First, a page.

ER: And you do this intentionally?

PM: Well, yes! With it, we can replace a third of the aluminum with zinc and pass those savings onto you with only a six percent reduction in overall tolerance.

ER: I’m not paying you to deliver my specifications less six percent. You're replacing that part of the pipeline.

PM: Of course. We are committed to giving Mr. Whickman anything he wants. You can tell your boss that he can rest easy on future orders, Miss Roberts–

ER: –You are not working for Mr. Whickman, Mr. Maharis, you are working for me. Don’t you forget it.

PM: Uh... of course, ma’am.

ER: I could have made my contracts elsewhere, and I chose you over your competitors. Don't make me regret it. I won’t tolerate incompetence like this pipeline issue again—have I made myself clear?

PM: Yes ma’am! Uh, thank you, ma’am. I apologize for the inconvenience.

ER: Thank you. Now, could you tell me where a girl can get a strong cocktail around here?

[[SFX: radio tuning; on top of the radio tower]]

SG: So here we are. In the myriad of times I’ve been in danger during this whole thing, never have I been challenged by a for as mundane as falling. But because I am short on both safety equipment and patience, I am making due with what I've got.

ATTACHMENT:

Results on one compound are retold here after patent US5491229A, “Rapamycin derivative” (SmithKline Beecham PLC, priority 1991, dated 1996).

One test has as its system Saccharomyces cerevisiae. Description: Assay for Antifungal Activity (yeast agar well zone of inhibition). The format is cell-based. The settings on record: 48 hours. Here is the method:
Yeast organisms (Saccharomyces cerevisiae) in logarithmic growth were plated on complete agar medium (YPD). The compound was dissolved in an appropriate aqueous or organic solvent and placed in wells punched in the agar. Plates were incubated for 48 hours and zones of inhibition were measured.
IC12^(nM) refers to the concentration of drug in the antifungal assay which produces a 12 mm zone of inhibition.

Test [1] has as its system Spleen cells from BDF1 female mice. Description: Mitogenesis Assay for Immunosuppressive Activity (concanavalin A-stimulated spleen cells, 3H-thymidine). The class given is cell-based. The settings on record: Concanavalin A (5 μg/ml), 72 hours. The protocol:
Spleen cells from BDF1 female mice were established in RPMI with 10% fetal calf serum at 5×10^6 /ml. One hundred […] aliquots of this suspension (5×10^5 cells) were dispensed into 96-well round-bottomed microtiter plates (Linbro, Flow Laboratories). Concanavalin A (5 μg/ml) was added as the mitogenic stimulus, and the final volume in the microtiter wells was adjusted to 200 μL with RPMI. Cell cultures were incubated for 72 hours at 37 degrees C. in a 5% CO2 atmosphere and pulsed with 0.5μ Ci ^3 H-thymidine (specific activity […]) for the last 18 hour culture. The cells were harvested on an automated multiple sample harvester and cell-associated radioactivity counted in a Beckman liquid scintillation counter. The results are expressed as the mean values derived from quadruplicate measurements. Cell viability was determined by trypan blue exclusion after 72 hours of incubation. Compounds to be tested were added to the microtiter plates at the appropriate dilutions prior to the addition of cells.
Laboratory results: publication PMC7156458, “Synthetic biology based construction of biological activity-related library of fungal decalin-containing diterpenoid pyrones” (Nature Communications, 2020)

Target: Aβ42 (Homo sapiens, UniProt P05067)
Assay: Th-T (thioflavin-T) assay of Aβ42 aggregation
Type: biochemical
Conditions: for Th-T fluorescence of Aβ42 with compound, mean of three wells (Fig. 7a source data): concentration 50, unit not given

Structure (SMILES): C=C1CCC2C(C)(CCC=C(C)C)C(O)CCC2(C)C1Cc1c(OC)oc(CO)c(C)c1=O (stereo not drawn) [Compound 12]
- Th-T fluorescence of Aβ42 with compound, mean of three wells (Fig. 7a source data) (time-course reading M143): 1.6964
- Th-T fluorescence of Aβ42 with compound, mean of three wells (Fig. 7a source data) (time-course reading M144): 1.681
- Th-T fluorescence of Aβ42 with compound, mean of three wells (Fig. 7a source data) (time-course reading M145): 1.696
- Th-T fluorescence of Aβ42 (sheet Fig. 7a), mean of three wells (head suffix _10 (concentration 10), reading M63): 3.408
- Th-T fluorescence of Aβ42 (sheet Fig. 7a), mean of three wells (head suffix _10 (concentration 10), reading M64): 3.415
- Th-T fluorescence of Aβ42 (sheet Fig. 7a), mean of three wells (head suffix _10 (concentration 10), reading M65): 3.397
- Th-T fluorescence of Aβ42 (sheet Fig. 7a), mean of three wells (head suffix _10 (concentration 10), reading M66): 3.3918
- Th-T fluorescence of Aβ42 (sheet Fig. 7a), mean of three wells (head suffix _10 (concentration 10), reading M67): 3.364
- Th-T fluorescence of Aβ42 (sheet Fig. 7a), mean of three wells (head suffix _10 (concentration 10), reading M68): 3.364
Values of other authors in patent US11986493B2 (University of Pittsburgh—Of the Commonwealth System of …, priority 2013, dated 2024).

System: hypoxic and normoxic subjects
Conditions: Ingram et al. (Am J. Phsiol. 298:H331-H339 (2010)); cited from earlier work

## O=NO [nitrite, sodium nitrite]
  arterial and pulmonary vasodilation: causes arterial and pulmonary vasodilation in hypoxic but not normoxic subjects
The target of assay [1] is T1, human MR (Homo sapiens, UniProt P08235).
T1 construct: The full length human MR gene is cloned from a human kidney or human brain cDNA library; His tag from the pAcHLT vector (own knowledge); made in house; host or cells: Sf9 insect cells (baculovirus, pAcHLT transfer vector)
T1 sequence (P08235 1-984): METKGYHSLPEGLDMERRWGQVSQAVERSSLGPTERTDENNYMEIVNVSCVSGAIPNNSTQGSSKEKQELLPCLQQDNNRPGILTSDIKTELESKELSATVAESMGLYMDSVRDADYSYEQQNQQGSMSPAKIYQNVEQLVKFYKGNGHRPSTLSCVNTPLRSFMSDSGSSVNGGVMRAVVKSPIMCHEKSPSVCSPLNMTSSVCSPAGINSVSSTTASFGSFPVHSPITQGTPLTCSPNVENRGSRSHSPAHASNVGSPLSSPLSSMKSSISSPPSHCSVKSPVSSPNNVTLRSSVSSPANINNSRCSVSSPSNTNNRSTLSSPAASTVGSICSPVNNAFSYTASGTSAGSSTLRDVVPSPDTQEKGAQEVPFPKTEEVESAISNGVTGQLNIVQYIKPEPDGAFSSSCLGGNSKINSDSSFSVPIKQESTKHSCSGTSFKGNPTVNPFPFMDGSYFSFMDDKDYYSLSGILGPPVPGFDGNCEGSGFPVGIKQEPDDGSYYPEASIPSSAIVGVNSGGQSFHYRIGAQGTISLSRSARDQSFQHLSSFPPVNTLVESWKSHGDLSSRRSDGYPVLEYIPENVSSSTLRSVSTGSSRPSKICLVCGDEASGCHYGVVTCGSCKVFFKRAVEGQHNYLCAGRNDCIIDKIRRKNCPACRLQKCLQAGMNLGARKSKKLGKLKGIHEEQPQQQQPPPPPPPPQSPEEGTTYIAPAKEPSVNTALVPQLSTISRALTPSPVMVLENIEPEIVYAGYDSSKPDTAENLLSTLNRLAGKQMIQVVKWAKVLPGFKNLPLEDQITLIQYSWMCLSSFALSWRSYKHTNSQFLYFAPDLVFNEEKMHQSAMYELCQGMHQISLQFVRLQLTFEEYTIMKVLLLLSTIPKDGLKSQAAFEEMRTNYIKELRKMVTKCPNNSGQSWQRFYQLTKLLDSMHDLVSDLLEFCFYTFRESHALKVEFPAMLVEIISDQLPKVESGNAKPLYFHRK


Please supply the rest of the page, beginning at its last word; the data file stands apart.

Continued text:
This is... tall. Like, light skyscraper tall. I probably should reconsider, but when Sally Grissom makes a plan she better damn well go through with it. I'm going to climb this radio tower, start up the transceiver, and then... the all-important climb down. Assuming that I am not a broken puddle on the ground by that time, I will still be alive! And in the event of that miracle I should be able to just call 215-████ and leave Partridge a voicemail, and hey, that's it. I've just brought a man back into contact with the real world. Take that, meaninglessness of the universe!

If not, and this serves as my last words or something... I’ll miss you all. I mean, I won't. I'll be dead and won't have the capacity to miss things, but you know what I mean. Whickman, I'm sorry about the mess you'll have to clean up. Then again, you’ll take all my tapes and notes and inventions so maybe not so bad in the end. And Esther, I leave you my... you know what? Since I'm probably not going to die here I'll skip this weird bequeathment and let you fight over my stuff, what little there is to have. Partridge, if I don't switch on the transceiver before I… [pop], I'm sorry you don't get to contact the outside. Then again, you probably won't hear this so this will is basically useless on all counts. Good to know that my wishes in death don't matter. Take that, meaninglessness of the universe...